24 September - 17 November 2002
Vancouver-based artist Rodney Graham has been creating photographs, installations, music, book works and film since the late 1970s. From his famous upside-down photographs of trees to his award-winning film at the 1997 Venice Biennale, he is recognised as one of the most original artists of his generation. Drawing from such diverse sources as Lewis Carroll, Kurt Cobain and Ian Fleming, this exhibition is the most comprehensive presentation of the artist's work to date. Inspired by his interest in cyclical narratives, Sigmund Freud and the unconscious, the works in the exhibition are loosely grouped into five sections and trace a psychological journey beginning with sleep and entry into a dream-like world.
The first section, Parallel Reality, in the Lower Gallery introduces Graham's early explorations into the relation between perception and reality. The artist's ongoing fascination with optical principles is reflected in his models of a camera obscura and inverted photographs of trees.
The second section, The Recurring Dream, includes the artist's celebrated film trilogy. These cinematic costume dramas show the artist as a variety of fantastical characters locked in cycles, including a marooned sailor on a wind-blown Pacific island, a lonesome cowboy repeatedly setting off into the sunset and a 19th century Parisian dandy perpetually accosting his country self. The films are looped, paralleling the recurrence of repressed traumatic memories.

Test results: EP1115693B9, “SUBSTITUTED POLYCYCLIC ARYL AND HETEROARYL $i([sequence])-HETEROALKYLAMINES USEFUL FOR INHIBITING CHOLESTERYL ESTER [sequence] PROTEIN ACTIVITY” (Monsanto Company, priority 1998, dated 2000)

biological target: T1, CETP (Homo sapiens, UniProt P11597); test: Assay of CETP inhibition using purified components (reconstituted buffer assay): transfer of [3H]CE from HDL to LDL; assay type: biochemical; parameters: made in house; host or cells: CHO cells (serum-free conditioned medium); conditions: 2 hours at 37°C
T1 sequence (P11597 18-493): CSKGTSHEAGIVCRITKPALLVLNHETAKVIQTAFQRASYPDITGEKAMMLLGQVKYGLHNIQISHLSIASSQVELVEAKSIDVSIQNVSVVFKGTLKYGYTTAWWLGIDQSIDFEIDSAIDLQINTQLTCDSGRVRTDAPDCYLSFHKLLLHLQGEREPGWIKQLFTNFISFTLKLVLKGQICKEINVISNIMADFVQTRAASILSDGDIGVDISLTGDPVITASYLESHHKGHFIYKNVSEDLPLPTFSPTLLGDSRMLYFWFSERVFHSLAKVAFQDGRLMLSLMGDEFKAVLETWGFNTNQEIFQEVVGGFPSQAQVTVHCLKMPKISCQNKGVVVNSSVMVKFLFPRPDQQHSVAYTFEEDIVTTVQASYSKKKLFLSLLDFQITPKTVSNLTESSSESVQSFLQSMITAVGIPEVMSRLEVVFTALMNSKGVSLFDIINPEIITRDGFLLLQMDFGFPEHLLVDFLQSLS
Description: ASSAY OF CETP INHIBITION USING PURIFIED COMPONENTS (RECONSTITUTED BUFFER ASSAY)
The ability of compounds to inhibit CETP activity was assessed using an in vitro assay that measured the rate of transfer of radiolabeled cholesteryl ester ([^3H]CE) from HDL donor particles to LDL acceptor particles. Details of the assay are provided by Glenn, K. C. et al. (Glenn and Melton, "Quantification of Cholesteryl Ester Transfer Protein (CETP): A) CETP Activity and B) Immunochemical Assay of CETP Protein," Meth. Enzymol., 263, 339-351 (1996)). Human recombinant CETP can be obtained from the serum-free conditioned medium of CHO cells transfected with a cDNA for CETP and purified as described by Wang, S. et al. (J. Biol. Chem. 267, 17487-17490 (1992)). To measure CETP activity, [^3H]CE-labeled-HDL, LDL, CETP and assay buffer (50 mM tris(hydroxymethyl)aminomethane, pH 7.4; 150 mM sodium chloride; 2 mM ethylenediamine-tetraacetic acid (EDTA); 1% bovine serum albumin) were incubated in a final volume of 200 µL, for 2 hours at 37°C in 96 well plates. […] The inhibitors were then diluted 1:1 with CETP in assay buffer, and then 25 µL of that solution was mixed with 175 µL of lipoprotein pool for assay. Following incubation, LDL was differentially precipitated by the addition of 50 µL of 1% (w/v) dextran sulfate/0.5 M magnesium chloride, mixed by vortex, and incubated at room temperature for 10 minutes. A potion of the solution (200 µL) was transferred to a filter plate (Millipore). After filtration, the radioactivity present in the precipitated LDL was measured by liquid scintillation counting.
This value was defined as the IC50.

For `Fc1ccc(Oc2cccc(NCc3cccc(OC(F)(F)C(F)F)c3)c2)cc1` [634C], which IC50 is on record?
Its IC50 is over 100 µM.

Between the Lines in the Upper Gallery then focuses on Graham's interest in language through his book works, texts and literary appropriations. Often prompted by a coincidence or irregularity in a text, Graham frequently digresses to reach illogical and sometimes absurd conclusions.
In Performance, the fourth section, Graham explores music practice and instruction, taking Richard Wagner, his assistant Engelbert Humperdinck, Sigmund Freud and Kurt Cobain as his subjects. By infiltrating artists' practices he comments on values of authorship and originality.
The final section, Bliss, plays with different states of reality through film, photography and sculpture. If these attempts at altering perceptions of reality fall somewhat short of an idyllic experience, then 'Halcion Sleep' shows the artist in seventh heaven and finally sedated to sleep once again.
The exhibition is supported by The Department of Foreign Affairs and International Trade of Canada and The Canadian High Commission, London in co-operation of the Art Gallery of York University, Ontario.
The Whitechapel gratefully acknowledges the Circle of Friends including 303 Gallery, Donald Young Gallery, Lisson Gallery, La Colleccion Jumex, Philip Nelson and Sylvie Winckler. With thanks also to the Great Eastern Hotel.
This exhibition is co-produced by the Whitechapel Art Gallery, K21 Kunstsammlung im Ständehaus, Düsseldorf and Ville de Marseille/mac, galeries contemporaines des Musées de Marseille.